Philippines Starts to Embrace Cryptocurrency


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Whereas some parts of the world continue to crack down on cryptocurrency, the Philippines decides to join the tide by creating an economic zone that will facilitate businesses revolving around the emerging technology.

Cryptocurrency-Friendly

However, even before announcing the new economic zone, the Philippines is already recognized as the country with the most regulatory progress in the area when compared to the country’s ASEAN peers.

“Among the five ASEAN countries we survey, the Philippines has made the most regulatory progress. Since February, its central bank has required all exchanges to obtain a permit for trading cryptocurrencies and to register with the country’s Anti-Money Laundering Council. They are also subject to annual fees. We expect the rest of Asean-5 to follow, in response to concerns that Bitcoin is being used to fund terrorism and other crimes,” Entrepreneur’s report quoted Prinz Magtulis and Andi Haswidi, FT Confidential Research analysts.

The progress continues to materialize as the country is poised to allow 10 blockchain and virtual currency companies to do business in the specified economic zone. The participants will stand to benefit from tax perks and in return will offer employment opportunities.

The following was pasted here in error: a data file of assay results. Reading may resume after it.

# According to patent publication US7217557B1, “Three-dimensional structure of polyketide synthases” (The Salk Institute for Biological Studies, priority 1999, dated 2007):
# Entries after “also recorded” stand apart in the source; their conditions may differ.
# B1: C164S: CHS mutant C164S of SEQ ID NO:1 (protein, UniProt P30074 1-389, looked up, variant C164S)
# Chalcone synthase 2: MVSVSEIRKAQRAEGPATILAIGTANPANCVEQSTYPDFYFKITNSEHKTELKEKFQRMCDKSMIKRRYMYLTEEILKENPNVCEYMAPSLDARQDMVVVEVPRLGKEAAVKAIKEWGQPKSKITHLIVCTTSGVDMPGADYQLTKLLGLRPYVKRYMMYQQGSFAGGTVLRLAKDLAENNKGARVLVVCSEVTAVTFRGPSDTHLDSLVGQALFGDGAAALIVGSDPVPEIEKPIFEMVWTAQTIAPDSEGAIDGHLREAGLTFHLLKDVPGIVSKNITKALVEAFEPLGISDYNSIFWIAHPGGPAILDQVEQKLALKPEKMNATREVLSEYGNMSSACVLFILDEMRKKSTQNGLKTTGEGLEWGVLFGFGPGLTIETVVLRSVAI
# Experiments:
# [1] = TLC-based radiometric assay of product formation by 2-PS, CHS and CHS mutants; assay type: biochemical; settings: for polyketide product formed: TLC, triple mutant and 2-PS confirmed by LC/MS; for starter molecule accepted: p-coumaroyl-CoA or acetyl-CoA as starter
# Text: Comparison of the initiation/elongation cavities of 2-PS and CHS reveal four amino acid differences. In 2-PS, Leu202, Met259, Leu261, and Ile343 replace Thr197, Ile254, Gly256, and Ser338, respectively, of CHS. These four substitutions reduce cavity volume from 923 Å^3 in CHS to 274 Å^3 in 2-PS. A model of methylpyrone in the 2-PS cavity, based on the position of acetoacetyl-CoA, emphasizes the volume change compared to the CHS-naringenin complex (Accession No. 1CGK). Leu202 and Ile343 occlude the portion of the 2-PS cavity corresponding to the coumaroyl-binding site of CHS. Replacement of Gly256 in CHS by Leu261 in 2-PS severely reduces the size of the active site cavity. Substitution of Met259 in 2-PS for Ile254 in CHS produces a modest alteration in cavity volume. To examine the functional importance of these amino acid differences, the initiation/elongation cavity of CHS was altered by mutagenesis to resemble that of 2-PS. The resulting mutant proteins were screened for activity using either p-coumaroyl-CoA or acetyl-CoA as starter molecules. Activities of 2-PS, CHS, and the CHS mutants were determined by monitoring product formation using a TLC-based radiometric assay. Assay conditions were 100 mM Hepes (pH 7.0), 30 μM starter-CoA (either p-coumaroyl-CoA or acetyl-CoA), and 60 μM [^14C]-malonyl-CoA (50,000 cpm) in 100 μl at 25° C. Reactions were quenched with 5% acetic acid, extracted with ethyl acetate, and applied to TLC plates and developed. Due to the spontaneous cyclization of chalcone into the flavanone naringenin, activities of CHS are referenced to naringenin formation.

“We are about to license 10 platforms for cryptocurrency exchange. They are Japanese, Hong Kong, Malaysians, Koreans,” Reuters quoted Raul Lambino, chief of the Cagayan Economic Zone Authority (CEZA).

“They can go into cryptocurrency mining, initial coin offerings, or they can go into the exchange,” added Lambino.

The companies will serve as the first virtual currency firms to become operational in the country following the legalization of their entry into the economic zone. This is far removed from the steps taken by neighboring countries in the region. However, exchanging fiat money to virtual currency will need to take place offshore to avoid breaching Philippine regulations.

The CEZA, which is the state agency managing the Cagayan Special Economic Zone and Freeport in the north-eastern part of the country, has developed the rules to allow virtual currency companies to set up facilities and offices in the zone.

More Digital Solutions for the Philippines

Meanwhile, there continues to be a debate on the use of cryptocurrencies not only in Asia but also around the globe. For its part, the Philippine central bank has yet to endorse using cryptocurrency. Earlier, the organization has expressed its reservations on the technology, saying it can be misused.

While digitizing the currency has yet to be the top concern of the Philippine government, Bangko Sentral ng Pilipinas (BSP) Governor Nestor Espenilla has stated that the government is working on bringing digital solutions closer to people.

“What we’re trying to do at this point in time is to move people to more accessible digital solutions,” Espenilla said. He added that BSP, as a regulator, will be focusing on enabling competition and interoperability of innovations.

“As the population becomes more familiar with this world, then we can look into the possibility of digital currency,” he added.

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